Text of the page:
Taiki Nulight Goes Rogue on Wobble-Loaded Agent Moody EP for Insomniac Records
Bass house has blown up, and much of its ubiquity can be traced back to the work of Taiki Nulight. His is a name that should not be taken lightly, considering the groundwork the Brighton-based operative has done to assemble a militia of heads who are always down for the low-end. After a healthy run of releases on Night Bass, Black Butter and Dim Mak, he is now going rogue with an uncontrollable four-tracker on Insomniac Records.
Agent Moody is far from a drill; it’s a special-ops assignment that calls for the trademark garage-nodding wobbles and sneaky percussive arrangements from the one and only Taiki. His agenda quickly comes into focus on “Double Agent,” where loose, tumbling basslines call their own shots. “I Mean” is the second order of business, and it stretches into the stranger end of the spectrum through nutty highs and naughty lows.
“Feels Like” is the most vivacious offering from the bunch, with a spry spirit and lighthearted bounce filling out its quick-shifting step. Categorically entrenched in a late-night vibe, “Mood” ushers in a serious beat backed by the kind of lead you always want to find yourself in front of. Whether it’s dark and twisted or punchy and upbeat, a Taiki Nulight track will always make you feel like dancing is the only option. And Agent Moody gives us four irrefutable reasons to hop on our feet.
Since the four-track EP is already making its rounds out in the field, we figured we would have a word with Taiki Nulight so he could get you up to speed on the mission at hand.
Taiki Nulight’s Agent Moody EP is available here.
Since the last time we spoke, you’ve put out an impressive number of records on imprints such as Night Bass, Punks, RAM, Simma Black and more. Do you feel like your productivity has gotten better as the demand has increased, or were you always this efficient in the studio?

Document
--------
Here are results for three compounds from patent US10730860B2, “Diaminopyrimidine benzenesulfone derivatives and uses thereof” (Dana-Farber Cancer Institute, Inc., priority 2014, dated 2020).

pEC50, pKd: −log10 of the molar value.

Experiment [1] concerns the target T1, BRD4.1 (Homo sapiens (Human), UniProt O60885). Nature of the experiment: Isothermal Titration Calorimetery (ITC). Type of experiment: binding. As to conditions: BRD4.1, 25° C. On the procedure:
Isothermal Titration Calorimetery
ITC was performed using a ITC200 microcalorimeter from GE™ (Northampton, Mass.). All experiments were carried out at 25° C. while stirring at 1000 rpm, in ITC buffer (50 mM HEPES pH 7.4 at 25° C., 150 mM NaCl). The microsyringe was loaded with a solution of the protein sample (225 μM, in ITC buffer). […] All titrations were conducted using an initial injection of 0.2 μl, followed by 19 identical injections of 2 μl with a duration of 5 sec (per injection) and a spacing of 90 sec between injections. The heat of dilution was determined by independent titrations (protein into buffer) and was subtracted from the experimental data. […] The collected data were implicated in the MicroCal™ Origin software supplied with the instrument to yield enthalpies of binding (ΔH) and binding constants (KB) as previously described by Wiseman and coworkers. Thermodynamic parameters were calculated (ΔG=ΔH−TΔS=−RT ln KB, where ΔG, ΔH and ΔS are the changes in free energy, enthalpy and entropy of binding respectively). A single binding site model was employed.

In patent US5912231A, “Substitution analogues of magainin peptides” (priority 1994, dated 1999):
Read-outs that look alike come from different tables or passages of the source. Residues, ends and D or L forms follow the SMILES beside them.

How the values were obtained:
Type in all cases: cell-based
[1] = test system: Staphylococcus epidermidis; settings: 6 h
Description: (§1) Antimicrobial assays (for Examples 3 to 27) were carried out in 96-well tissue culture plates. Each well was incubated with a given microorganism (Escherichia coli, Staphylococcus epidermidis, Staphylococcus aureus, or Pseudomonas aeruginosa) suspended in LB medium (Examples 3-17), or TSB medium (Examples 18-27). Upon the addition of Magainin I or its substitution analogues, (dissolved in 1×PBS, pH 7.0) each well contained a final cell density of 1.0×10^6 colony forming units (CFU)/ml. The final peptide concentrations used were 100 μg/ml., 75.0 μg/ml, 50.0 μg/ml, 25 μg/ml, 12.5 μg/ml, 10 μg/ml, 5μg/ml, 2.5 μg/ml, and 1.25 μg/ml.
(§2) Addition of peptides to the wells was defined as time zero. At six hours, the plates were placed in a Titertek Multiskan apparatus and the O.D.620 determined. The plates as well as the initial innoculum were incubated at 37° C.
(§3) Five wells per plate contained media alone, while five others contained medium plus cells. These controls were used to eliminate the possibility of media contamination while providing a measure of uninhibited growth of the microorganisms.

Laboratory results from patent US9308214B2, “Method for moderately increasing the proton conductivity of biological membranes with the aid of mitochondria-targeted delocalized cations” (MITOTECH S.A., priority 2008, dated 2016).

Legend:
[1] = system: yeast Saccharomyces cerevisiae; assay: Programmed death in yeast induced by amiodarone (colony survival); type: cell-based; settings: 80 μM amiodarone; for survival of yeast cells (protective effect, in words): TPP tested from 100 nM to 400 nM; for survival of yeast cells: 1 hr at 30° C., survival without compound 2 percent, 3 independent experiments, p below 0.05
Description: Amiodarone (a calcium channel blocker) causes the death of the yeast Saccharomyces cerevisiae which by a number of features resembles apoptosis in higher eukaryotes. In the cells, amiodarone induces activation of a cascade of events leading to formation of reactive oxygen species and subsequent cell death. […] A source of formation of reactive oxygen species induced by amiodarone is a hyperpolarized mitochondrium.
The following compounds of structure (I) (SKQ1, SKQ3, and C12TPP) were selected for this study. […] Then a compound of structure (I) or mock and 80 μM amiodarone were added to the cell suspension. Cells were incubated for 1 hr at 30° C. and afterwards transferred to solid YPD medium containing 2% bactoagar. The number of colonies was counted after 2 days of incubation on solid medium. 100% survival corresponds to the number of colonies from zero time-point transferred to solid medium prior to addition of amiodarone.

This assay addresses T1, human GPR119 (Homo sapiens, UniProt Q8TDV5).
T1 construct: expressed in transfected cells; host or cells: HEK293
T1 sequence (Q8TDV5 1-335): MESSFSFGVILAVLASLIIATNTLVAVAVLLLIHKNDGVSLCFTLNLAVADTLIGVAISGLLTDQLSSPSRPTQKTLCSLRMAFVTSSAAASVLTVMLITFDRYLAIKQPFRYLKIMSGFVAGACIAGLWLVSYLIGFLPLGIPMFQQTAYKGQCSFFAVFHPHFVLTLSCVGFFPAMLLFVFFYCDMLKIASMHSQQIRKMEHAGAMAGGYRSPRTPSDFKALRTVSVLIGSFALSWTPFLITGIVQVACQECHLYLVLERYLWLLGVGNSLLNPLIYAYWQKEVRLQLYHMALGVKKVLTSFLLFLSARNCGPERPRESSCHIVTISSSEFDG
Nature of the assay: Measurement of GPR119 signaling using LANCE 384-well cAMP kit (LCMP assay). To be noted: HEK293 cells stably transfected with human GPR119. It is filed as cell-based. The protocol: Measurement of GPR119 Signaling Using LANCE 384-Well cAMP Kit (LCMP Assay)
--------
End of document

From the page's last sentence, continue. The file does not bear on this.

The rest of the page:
Ever since I got started, I’ve always had a hard work ethic. I used to sit at home for hours on end, just messing around on Fruity Loops. I had the free version, so I couldn’t save my project files, which meant that on most occasions, I had to finish project files in one sitting. So, I guess that’s where I’ve adopted my efficiency in the studio.
Have any aspects of your life changed with your rise in popularity?
I get complimented for my work, and I get stopped here and there for pictures, but nothing really changed in my life in that aspect—apart from frequently traveling abroad and meeting lots of new people, which is awesome.
What type of environment/headspace were you in when writing these four tracks? Did that happen to affect the vibe at all?
The same as any other tracks. I’ve always got friends ‘round when I write, and I want to have fun, jump around, and just be stupid with it.
There’s been a lot of attention getting shown to the bass house scene. Why do you think it is blowing up the way it is now?
Because of people like AC Slater pushing labels like Night Bass and artists like Chris Lorenzo pushing barriers.
Where do you hope to see the scene go from here?
Lots of new music, new artists, and new directions.
What are you looking forward to most for the remainder of the year?
My States tour in May, Shipsomnia Cruise in June, and festival season.
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